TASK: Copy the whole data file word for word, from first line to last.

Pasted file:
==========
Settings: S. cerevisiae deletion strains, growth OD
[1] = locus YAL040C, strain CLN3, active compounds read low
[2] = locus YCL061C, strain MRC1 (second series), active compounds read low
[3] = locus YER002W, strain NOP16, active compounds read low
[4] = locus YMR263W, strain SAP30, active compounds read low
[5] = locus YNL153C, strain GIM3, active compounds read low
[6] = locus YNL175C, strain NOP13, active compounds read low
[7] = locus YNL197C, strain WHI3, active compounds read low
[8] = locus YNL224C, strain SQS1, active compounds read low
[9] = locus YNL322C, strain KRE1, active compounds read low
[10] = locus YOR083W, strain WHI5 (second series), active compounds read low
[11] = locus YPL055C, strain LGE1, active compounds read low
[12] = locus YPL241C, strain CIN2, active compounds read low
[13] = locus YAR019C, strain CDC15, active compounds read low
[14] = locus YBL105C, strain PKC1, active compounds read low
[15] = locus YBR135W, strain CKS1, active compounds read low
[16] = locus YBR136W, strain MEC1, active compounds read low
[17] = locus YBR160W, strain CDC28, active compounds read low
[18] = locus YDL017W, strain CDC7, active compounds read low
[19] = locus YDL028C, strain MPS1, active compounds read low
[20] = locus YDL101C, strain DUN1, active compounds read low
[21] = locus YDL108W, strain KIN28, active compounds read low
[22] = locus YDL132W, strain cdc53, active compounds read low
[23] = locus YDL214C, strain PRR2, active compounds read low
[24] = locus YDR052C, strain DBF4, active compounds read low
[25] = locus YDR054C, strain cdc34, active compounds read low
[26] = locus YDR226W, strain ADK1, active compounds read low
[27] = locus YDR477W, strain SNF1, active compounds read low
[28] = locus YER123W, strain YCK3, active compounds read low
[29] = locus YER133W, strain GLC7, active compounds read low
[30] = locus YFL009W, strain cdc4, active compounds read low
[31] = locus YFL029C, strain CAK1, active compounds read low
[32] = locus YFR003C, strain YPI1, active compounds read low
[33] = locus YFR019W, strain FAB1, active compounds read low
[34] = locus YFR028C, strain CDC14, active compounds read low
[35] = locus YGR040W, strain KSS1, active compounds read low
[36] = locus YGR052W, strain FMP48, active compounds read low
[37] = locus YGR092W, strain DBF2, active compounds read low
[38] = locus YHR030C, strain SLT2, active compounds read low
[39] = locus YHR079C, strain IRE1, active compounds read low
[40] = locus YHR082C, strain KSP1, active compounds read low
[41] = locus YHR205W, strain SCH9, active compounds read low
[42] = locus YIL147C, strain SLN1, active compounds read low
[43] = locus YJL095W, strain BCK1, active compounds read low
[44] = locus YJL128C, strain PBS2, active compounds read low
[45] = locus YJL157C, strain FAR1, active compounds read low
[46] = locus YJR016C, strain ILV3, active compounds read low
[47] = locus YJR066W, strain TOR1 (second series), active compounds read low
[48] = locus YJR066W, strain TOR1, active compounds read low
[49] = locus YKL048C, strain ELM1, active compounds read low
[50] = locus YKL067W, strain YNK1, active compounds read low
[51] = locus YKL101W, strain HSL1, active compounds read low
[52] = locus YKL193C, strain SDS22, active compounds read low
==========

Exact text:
Settings: S. cerevisiae deletion strains, growth OD
[1] = locus YAL040C, strain CLN3, active compounds read low
[2] = locus YCL061C, strain MRC1 (second series), active compounds read low
[3] = locus YER002W, strain NOP16, active compounds read low
[4] = locus YMR263W, strain SAP30, active compounds read low
[5] = locus YNL153C, strain GIM3, active compounds read low
[6] = locus YNL175C, strain NOP13, active compounds read low
[7] = locus YNL197C, strain WHI3, active compounds read low
[8] = locus YNL224C, strain SQS1, active compounds read low
[9] = locus YNL322C, strain KRE1, active compounds read low
[10] = locus YOR083W, strain WHI5 (second series), active compounds read low
[11] = locus YPL055C, strain LGE1, active compounds read low
[12] = locus YPL241C, strain CIN2, active compounds read low
[13] = locus YAR019C, strain CDC15, active compounds read low
[14] = locus YBL105C, strain PKC1, active compounds read low
[15] = locus YBR135W, strain CKS1, active compounds read low
[16] = locus YBR136W, strain MEC1, active compounds read low
[17] = locus YBR160W, strain CDC28, active compounds read low
[18] = locus YDL017W, strain CDC7, active compounds read low
[19] = locus YDL028C, strain MPS1, active compounds read low
[20] = locus YDL101C, strain DUN1, active compounds read low
[21] = locus YDL108W, strain KIN28, active compounds read low
[22] = locus YDL132W, strain cdc53, active compounds read low
[23] = locus YDL214C, strain PRR2, active compounds read low
[24] = locus YDR052C, strain DBF4, active compounds read low
[25] = locus YDR054C, strain cdc34, active compounds read low
[26] = locus YDR226W, strain ADK1, active compounds read low
[27] = locus YDR477W, strain SNF1, active compounds read low
[28] = locus YER123W, strain YCK3, active compounds read low
[29] = locus YER133W, strain GLC7, active compounds read low
[30] = locus YFL009W, strain cdc4, active compounds read low
[31] = locus YFL029C, strain CAK1, active compounds read low
[32] = locus YFR003C, strain YPI1, active compounds read low
[33] = locus YFR019W, strain FAB1, active compounds read low
[34] = locus YFR028C, strain CDC14, active compounds read low
[35] = locus YGR040W, strain KSS1, active compounds read low
[36] = locus YGR052W, strain FMP48, active compounds read low
[37] = locus YGR092W, strain DBF2, active compounds read low
[38] = locus YHR030C, strain SLT2, active compounds read low
[39] = locus YHR079C, strain IRE1, active compounds read low
[40] = locus YHR082C, strain KSP1, active compounds read low
[41] = locus YHR205W, strain SCH9, active compounds read low
[42] = locus YIL147C, strain SLN1, active compounds read low
[43] = locus YJL095W, strain BCK1, active compounds read low
[44] = locus YJL128C, strain PBS2, active compounds read low
[45] = locus YJL157C, strain FAR1, active compounds read low
[46] = locus YJR016C, strain ILV3, active compounds read low
[47] = locus YJR066W, strain TOR1 (second series), active compounds read low
[48] = locus YJR066W, strain TOR1, active compounds read low
[49] = locus YKL048C, strain ELM1, active compounds read low
[50] = locus YKL067W, strain YNK1, active compounds read low
[51] = locus YKL101W, strain HSL1, active compounds read low
[52] = locus YKL193C, strain SDS22, active compounds read low